Israel "Bruddah Iz"
(pronounced ka-maka-vi-vo-ole) was born on the 20th May 1959 to
Henry Kaleialoha Naniwa Kamakawiwoʻole,
Jr. and Evangeline Leinani Kamakawiwoʻole.
He lived the first 10 years of his life in Palolo Valley on O'ahu.
Then the family moved to Makaha. He started playing music with his
older brother Skippy when he was just 11 years old.
In his early teens,
his family moved to Makaha, Hawaii. There, he met Louis "Moon"
Kauakahi, Sam Gray, and Jerome Koko. Israel formed the musical
group Makaha Sons of Niʻihau
with brother Skippy plus Louis "Moon" Kauakahi, Sam Gray and
Jerome Koko. They recorded No Kristo in 1976 and released
four more albums, including Kahea O Keale, Keala,
Makaha Sons Of Ni'ihau and Mahalo Ke Akua, before
Skippy's death of a heart attack in 1982. The group became
Hawaii's most popular traditional group with breakout albums like
1984's Puana Hou Me Ke Aloha and its follow-up, 1986's
Israel's last recorded album with the group was 1991's Hoʻoluana.
It remains the group's top-selling CD.
Izrael's first solo
album, Ka'ano'i, released in 1990 won awards for
Contemporary Album of the Year and Male Vocalist of the Year from
Academy of Recording Arts (HARA). His next album,
Facing Future was released in 1993 and featured his most
popular song, the medley "Somewhere Over the Rainbow/What a
Wonderful World", along with "Hawaiʻi
78", "White Sandy Beach of Hawaiʻi",
"Maui Hawaiian Sup'pa Man", and "Kaulana Kawaihae". Facing
Future became Hawaii's first certified platinum album, selling
more than a million CDs in the United States, according to figures
furnished by the Recording Industry Association of America. In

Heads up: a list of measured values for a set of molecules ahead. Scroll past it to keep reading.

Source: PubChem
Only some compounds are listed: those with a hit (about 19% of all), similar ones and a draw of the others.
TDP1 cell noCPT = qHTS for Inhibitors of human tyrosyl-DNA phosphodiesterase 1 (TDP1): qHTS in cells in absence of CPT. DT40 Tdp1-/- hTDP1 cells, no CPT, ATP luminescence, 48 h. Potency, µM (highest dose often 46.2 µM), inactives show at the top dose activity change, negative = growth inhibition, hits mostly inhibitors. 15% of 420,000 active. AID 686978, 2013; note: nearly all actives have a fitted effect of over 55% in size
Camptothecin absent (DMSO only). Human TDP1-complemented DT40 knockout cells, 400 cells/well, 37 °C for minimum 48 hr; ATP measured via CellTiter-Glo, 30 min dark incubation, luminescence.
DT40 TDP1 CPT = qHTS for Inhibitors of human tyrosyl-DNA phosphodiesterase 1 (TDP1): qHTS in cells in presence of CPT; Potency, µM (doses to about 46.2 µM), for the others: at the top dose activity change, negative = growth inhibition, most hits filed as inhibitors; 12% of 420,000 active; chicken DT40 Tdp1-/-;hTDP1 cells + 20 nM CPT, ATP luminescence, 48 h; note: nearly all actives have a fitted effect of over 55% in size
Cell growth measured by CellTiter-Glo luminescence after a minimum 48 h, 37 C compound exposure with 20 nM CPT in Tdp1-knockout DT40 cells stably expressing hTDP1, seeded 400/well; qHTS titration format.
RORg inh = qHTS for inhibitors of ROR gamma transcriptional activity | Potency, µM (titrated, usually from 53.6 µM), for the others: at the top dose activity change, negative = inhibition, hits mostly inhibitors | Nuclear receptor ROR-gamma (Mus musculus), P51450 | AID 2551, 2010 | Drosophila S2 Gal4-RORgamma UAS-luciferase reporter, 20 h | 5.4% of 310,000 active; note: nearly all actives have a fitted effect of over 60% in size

1997, Izrael was again honoured by HARA at the Annual Nā Hōkū
Hanohano awards for Male Vocalist of the Year, Favorite
Entertainer of the Year, Album of the Year, and Island
Contemporary Album of the Year. In 2001, his album Alone In
IZ World debuted at number 1 on Billboard's World Chart.
As his career
progressed, Iz became known for promoting Hawaiian rights and
Hawaiian Independence, both through his music (whose lyrics often
stated the case for independence directly) and through his life. Throughout
the latter part of his life, Iz suffered from severe obesity and
sadly passed away on 26th June, 1997 at the age of 38.
On the day of his
funeral, 10th July, 1997, the Hawaii State Flag flew at half-mast.
His coffin lay in state at the Capitol building in Honolulu - the
third person, and the only non-politician, in Hawaiian history to
be accorded this honour. Over 10,000 people attended his funeral.
Thousands of fans gathered and cheered as his ashes were scattered
into the Pacific Ocean at Mākua Beach on the 12th July, 1997.
On the 20th September,
2003, hundreds of people paid tribute to Israel Kamakawiwoʻole
as a 200-pound bronze bust of the revered singer was unveiled at
the Waianae Neighborhood Community Center on Oʻahu.
The singer's widow, Marlene Kamakawiwoʻole,
and sculptor Jan-Michelle Sawyer were present for the dedication
Israel Kamakawiwo'ole was a gentle
giant of a man with a little ukulele and the golden voice of an
angel. He left behind a deep and profound musical legacy that
reaches into the very heart and soul of the listener. He possessed
a MANA - an aura and energy - that was quite special and
unique which reached out to his audience and brought tears to
their eyes. He was definitely one of a kind whose heart was
always with his beloved Hawaii and the Hawaiian people.
Very sadly, Iz has left us and
we sorely miss him. He has certainly enriched our lives with a
lasting legacy for which we are forever most grateful. His
exceptional and rare talent will remain with us always and will
never be forgotten.